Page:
Property owners call for land reform without losing economic stability


Cape Town – The historical background of land ownership in South Africa needs to be addressed, but it is critical to ensure that the imbalance is dealt with while the economic stability of the country continues to be reinforced.

This is the view expressed by the South African Property Owners Association (SAPOA) on Thursday. SAPOA represents commercial and industrial property owners.

A resolution was taken in Parliament on Tuesday about the expropriation of land without compensation. The National Assembly adopted a motion proposed by the Economic Freedom Fighters and with amendments by the African National Congress for a committee to review section 25 of the Constitution. This section concerns the right of property ownership.

“SAPOA supports a land expropriation process where the rights of present and future landowners are balanced, with the need to ensure stability and economic growth,” SAPOA CEO Neil Gopal said in a statement.

SAPOA is particularly concerned about the potential impact of the resolution on food security, agricultural production and the economy.

“Key challenges facing SA are extremely high levels of unemployment, structural poverty and inequality, and the question we need to address is how we resolve these critical issues through the process of land reform,” said Gopal.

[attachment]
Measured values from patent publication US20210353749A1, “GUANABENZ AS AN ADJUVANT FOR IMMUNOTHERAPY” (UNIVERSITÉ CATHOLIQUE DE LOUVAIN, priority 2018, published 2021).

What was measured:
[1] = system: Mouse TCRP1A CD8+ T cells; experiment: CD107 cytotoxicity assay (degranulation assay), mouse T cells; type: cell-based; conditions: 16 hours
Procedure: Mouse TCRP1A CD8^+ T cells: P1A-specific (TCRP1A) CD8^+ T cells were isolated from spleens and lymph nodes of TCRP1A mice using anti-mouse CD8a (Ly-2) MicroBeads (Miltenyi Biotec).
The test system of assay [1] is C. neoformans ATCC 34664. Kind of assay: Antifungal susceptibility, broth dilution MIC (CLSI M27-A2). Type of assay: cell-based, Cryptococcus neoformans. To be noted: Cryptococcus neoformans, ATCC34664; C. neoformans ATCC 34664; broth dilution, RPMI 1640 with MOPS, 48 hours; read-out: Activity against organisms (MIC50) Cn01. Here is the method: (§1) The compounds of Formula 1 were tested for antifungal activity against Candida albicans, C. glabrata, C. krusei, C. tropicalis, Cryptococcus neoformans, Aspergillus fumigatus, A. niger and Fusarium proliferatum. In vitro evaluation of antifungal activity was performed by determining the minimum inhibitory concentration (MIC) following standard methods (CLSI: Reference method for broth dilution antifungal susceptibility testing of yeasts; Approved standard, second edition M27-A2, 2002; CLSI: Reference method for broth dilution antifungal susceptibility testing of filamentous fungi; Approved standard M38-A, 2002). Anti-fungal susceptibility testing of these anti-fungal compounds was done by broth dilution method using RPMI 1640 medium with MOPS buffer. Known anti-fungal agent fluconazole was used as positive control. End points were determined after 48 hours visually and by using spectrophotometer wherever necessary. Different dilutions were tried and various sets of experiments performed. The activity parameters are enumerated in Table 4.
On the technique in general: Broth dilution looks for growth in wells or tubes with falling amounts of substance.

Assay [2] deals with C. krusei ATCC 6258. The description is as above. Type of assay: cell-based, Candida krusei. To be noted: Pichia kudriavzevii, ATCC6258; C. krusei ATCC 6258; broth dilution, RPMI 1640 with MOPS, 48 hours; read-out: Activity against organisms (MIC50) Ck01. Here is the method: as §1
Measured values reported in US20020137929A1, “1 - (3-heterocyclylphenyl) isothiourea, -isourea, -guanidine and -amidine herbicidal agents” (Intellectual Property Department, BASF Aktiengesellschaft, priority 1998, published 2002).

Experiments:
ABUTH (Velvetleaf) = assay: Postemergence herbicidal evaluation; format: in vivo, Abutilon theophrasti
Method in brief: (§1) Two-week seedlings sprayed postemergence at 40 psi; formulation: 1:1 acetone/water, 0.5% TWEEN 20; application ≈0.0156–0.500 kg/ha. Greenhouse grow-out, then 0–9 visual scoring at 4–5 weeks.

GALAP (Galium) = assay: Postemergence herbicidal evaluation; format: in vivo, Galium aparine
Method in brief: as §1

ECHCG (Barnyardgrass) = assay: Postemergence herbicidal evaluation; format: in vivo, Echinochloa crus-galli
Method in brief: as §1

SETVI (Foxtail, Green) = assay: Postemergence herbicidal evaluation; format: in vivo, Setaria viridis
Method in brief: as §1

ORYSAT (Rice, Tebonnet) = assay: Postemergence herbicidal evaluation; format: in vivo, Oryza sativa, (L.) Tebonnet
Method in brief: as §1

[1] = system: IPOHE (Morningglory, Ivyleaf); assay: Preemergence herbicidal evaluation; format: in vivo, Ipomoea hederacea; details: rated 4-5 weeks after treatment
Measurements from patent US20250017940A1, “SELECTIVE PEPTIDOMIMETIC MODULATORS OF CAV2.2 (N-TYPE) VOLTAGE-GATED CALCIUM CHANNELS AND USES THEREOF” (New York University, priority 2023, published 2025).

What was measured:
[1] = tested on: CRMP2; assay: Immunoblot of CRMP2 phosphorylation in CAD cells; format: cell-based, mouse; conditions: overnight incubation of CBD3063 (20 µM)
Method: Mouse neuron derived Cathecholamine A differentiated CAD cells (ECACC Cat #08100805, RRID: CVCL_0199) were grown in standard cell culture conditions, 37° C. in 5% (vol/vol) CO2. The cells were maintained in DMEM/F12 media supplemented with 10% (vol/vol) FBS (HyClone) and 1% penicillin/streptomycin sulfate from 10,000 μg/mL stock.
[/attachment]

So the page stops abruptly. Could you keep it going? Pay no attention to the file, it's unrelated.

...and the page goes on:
“There is no doubt that we need to urgently reverse the racial inequalities in land resulting from our colonial past and the violent dispossession of indigenous people off their land. But we need more clarity and debate on the factors responsible for the slow pace of land reform, and we welcome engagement with The Constitutional Review Committee on these matters.”

He said SAPOA understands that SA cannot afford to protect private property with such zeal that it entrenches privilege, creates further inequality and entrenches poverty.

“This is a recipe for instability. The guarantee of private ownership to ensure investment, in tandem with addressing the ills of the past, is fundamental to a stable democracy,” said Gopal.

“South Africa must be a nation that recognises a need for land reform and that accepts that such must be done being cognisant of property rights and a need for a thriving and competitive economy.”

He pointed out that there will be a public participation process in the Constitutional Review Committee’s work. It is expected to report back on proposed changes to Section 25 of the Constitution by August 30 2018.

* Sign up to Fin24’s top news in your inbox: SUBSCRIBE TO FIN24 NEWSLETTER

Follow Fin24 on Twitter, Facebook, Google+ and Pinterest. encourages commentary submitted via MyNews24. Contributions of 200 words or more will be considered for publication.

Read Original Article